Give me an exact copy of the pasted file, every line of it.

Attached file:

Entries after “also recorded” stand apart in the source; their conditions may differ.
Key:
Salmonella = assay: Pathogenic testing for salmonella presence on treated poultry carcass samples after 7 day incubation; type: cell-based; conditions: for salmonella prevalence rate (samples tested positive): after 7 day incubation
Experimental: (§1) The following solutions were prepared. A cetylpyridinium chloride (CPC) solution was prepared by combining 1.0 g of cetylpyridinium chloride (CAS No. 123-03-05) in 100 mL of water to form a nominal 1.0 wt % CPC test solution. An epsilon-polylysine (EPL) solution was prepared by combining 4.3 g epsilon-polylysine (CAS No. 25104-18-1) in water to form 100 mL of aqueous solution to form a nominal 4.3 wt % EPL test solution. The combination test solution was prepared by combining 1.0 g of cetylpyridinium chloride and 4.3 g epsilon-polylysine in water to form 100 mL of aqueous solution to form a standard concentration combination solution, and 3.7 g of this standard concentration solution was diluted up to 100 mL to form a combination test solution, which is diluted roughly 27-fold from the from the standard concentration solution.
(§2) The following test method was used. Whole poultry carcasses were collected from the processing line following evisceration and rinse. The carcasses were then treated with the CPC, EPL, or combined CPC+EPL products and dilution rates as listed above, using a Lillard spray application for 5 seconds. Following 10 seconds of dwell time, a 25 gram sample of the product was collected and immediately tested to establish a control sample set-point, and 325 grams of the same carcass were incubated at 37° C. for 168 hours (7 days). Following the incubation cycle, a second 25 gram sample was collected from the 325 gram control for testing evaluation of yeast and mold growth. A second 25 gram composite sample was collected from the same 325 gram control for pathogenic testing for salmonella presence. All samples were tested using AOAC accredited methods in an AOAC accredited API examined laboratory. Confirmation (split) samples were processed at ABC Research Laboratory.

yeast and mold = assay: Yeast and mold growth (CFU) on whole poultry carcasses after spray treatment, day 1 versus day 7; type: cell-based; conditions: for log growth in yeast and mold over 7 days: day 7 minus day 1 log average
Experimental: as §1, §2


Entries after “also recorded” stand apart in the source; their conditions may differ.
Key:
Salmonella = assay: Pathogenic testing for salmonella presence on treated poultry carcass samples after 7 day incubation; type: cell-based; conditions: for salmonella prevalence rate (samples tested positive): after 7 day incubation
Experimental: (§1) The following solutions were prepared. A cetylpyridinium chloride (CPC) solution was prepared by combining 1.0 g of cetylpyridinium chloride (CAS No. 123-03-05) in 100 mL of water to form a nominal 1.0 wt % CPC test solution. An epsilon-polylysine (EPL) solution was prepared by combining 4.3 g epsilon-polylysine (CAS No. 25104-18-1) in water to form 100 mL of aqueous solution to form a nominal 4.3 wt % EPL test solution. The combination test solution was prepared by combining 1.0 g of cetylpyridinium chloride and 4.3 g epsilon-polylysine in water to form 100 mL of aqueous solution to form a standard concentration combination solution, and 3.7 g of this standard concentration solution was diluted up to 100 mL to form a combination test solution, which is diluted roughly 27-fold from the from the standard concentration solution.
(§2) The following test method was used. Whole poultry carcasses were collected from the processing line following evisceration and rinse. The carcasses were then treated with the CPC, EPL, or combined CPC+EPL products and dilution rates as listed above, using a Lillard spray application for 5 seconds. Following 10 seconds of dwell time, a 25 gram sample of the product was collected and immediately tested to establish a control sample set-point, and 325 grams of the same carcass were incubated at 37° C. for 168 hours (7 days). Following the incubation cycle, a second 25 gram sample was collected from the 325 gram control for testing evaluation of yeast and mold growth. A second 25 gram composite sample was collected from the same 325 gram control for pathogenic testing for salmonella presence. All samples were tested using AOAC accredited methods in an AOAC accredited API examined laboratory. Confirmation (split) samples were processed at ABC Research Laboratory.

yeast and mold = assay: Yeast and mold growth (CFU) on whole poultry carcasses after spray treatment, day 1 versus day 7; type: cell-based; conditions: for log growth in yeast and mold over 7 days: day 7 minus day 1 log average
Experimental: as §1, §2